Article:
Jorgenson, Hans, Reminiscences and journal, [ca. 1881-1884], 82-85.
The only kind of provissions delivered us by the church was beef and flour, but it was the best they could do under the circumstances, and I for my part found no fault with it.
The company was organized on the 30th of August.
On the 31st several persons arrived from New York having been delayed on the hospital where the[y] had been treated in a harsh manner. We commenced the journey on the 31st, before leaving camp 6 persons were burried. I will not forget to mention, that the first night we stayed on Plat[te] River, it being a heavy rain, I had not bedding but lay by a bigg fire in the open air, while I was a warming on one side I got wet through on the other.
1st day we camped without water,
2 we came to a small creek in a valley. I was very sick—
3 no feed for the Oxen.
4—came to some grass, a sister from Frederitz died.
5 passed wisky job found food feed for the cattle, and good water, a man from Copenhagen died.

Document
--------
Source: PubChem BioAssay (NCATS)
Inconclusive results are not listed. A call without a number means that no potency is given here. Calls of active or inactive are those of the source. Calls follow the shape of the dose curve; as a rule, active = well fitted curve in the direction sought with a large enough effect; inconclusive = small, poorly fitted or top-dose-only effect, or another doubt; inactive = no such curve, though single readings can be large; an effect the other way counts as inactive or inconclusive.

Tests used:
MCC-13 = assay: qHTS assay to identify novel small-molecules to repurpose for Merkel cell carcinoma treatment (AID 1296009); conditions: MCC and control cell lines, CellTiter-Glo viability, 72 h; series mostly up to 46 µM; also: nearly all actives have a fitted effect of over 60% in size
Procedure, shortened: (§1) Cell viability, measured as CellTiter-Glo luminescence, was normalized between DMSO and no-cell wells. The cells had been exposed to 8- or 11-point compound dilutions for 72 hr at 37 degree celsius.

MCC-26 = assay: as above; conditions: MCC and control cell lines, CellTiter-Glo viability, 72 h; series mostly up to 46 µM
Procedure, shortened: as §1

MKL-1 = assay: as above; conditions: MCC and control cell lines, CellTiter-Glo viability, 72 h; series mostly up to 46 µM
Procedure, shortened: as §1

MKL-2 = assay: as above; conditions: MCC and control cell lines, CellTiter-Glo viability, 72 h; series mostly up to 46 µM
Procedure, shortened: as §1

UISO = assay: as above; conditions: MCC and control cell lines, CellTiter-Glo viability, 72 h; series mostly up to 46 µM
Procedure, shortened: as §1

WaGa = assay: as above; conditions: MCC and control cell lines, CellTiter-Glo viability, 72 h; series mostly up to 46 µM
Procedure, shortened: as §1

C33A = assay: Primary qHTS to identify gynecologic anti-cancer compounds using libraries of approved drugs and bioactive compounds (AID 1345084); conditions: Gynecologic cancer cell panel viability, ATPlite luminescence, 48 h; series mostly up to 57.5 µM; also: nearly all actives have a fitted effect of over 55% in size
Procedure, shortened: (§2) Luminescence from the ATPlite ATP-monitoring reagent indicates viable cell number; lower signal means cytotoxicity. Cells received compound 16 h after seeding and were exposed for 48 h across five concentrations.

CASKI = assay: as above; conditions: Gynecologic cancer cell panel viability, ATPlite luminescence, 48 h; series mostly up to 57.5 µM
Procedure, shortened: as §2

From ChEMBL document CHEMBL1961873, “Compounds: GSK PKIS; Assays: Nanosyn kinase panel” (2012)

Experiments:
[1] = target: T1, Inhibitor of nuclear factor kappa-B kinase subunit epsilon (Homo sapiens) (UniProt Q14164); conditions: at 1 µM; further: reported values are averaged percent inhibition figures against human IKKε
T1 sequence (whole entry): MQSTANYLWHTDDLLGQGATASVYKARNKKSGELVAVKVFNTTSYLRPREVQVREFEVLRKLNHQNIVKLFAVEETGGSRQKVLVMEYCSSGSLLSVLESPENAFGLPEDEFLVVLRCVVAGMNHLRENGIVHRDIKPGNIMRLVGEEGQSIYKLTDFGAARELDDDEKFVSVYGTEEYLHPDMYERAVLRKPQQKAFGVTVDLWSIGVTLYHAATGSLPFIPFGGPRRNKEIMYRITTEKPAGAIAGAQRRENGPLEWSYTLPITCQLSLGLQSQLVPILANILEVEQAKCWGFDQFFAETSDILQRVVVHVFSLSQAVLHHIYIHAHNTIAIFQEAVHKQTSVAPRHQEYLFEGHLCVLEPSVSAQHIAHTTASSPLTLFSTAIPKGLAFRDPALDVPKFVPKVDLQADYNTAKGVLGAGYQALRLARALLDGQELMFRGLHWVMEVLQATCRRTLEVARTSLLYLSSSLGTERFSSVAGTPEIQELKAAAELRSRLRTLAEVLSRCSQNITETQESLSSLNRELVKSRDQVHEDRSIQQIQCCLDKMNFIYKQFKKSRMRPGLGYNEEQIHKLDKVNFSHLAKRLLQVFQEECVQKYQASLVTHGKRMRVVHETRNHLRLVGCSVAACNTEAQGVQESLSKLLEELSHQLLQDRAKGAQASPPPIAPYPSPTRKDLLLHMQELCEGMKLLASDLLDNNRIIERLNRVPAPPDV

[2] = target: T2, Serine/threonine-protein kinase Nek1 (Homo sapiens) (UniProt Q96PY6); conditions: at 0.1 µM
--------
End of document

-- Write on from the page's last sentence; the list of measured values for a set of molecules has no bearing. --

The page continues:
6 came to Sweet Water River good feed for the animals. Thunder & Lightning in the evening.
8 a child belonging to Henrik Hansen [illegible] died and a child belonging to the English saints was run over.
9-10-11 raundy [rutty] road and heavy wind.
On the 14th we arrived at Green River and camped. We were ferried over on a large ferry belonging to a Mr. Robinson from Pleasant Grove. Up to the present tine I had [illegible] sailed[.] On following Steamers and ships, slupt and boats:
Pby Steamship "Viken" to Jylland 1860.
Pby Schooner "Cecross" to Odense 1865.
Pby Slup from steamer to Frederiksham.
Pby Mailboat to the isle of Leso—1866.
Pby Slup from Stains to Asberup—1867.
Pby Slup over Seber Sounnd pr. Nibe—1867.
Pby Ferry from Sundby to Aalboy –1867.
Pby Slup from Store Vorde—Hols—1867.
Pby Steamship David to Copenhagen—1868.
Pby Steamship Hausa to Hull England—1868.
Pby The deadly Ship Emerald Isle to N. York—1868.
Pby River Steamer at New York—1868.
Pby Omaha & Councill Bluffs ferry—1868.
Pby Green River Ferry—1868.
The 15th it was thought best to rest a little so we remained here today. Most of the Emigrants were beiesy [busy] washing and mending their clothing at etc. Green River was hedged by Cottonwood forrest—it was quite a treat to us to behold in comparison with the barren and necked Sagebrush Plains.
The 18th we arrived at a place w[h]ere folks were at work grading for the U.P.Ry Company I stood on guard that night. We continued our journey
and on the evening of the 22nd we arrived at Ecko [Echo] City where our tiresome journey came to a close for which I felt very thankfull indeed.